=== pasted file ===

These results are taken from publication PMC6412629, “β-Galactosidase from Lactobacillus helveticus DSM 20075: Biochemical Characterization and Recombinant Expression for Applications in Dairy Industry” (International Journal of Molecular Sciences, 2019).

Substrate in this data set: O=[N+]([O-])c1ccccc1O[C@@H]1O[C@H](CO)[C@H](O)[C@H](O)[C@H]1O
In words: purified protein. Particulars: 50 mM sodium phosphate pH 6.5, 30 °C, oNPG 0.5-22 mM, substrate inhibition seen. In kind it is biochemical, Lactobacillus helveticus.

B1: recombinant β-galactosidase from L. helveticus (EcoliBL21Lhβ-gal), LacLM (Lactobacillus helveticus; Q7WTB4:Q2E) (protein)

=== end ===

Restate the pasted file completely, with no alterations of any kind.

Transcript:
These results are taken from publication PMC6412629, “β-Galactosidase from Lactobacillus helveticus DSM 20075: Biochemical Characterization and Recombinant Expression for Applications in Dairy Industry” (International Journal of Molecular Sciences, 2019).

Substrate in this data set: O=[N+]([O-])c1ccccc1O[C@@H]1O[C@H](CO)[C@H](O)[C@H](O)[C@H]1O
In words: purified protein. Particulars: 50 mM sodium phosphate pH 6.5, 30 °C, oNPG 0.5-22 mM, substrate inhibition seen. In kind it is biochemical, Lactobacillus helveticus.

B1: recombinant β-galactosidase from L. helveticus (EcoliBL21Lhβ-gal), LacLM (Lactobacillus helveticus; Q7WTB4:Q2E) (protein)